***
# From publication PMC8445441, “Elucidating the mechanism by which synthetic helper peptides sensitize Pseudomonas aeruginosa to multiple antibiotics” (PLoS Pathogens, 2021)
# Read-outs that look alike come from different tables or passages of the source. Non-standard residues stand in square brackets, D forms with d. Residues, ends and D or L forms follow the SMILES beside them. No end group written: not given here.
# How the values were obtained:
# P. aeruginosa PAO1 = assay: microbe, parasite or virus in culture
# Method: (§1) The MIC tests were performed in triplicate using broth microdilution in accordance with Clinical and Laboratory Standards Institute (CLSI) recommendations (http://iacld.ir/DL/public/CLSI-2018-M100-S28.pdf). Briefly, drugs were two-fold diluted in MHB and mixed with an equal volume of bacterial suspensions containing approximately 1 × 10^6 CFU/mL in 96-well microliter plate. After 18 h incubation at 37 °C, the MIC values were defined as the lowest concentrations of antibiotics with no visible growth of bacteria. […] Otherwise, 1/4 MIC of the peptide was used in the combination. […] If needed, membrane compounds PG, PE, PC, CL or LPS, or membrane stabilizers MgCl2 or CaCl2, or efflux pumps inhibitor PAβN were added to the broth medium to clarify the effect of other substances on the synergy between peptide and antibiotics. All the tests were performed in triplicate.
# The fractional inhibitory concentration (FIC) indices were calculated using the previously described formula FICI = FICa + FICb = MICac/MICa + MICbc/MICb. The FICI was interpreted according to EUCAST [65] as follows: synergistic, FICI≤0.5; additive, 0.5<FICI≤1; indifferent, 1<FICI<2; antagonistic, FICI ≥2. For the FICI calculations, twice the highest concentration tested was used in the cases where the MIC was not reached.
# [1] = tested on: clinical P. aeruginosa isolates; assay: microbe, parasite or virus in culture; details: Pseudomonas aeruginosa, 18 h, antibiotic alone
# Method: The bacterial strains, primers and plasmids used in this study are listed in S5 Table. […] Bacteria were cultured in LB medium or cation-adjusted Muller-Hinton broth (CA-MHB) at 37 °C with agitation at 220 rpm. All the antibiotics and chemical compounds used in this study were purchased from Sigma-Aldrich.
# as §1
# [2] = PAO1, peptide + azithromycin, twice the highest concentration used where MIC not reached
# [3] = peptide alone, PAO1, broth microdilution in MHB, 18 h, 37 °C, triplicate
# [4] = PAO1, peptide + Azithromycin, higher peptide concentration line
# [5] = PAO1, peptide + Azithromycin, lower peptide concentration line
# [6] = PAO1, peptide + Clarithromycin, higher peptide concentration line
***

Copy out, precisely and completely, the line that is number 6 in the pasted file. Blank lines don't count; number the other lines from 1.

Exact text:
# The fractional inhibitory concentration (FIC) indices were calculated using the previously described formula FICI = FICa + FICb = MICac/MICa + MICbc/MICb. The FICI was interpreted according to EUCAST [65] as follows: synergistic, FICI≤0.5; additive, 0.5<FICI≤1; indifferent, 1<FICI<2; antagonistic, FICI ≥2. For the FICI calculations, twice the highest concentration tested was used in the cases where the MIC was not reached.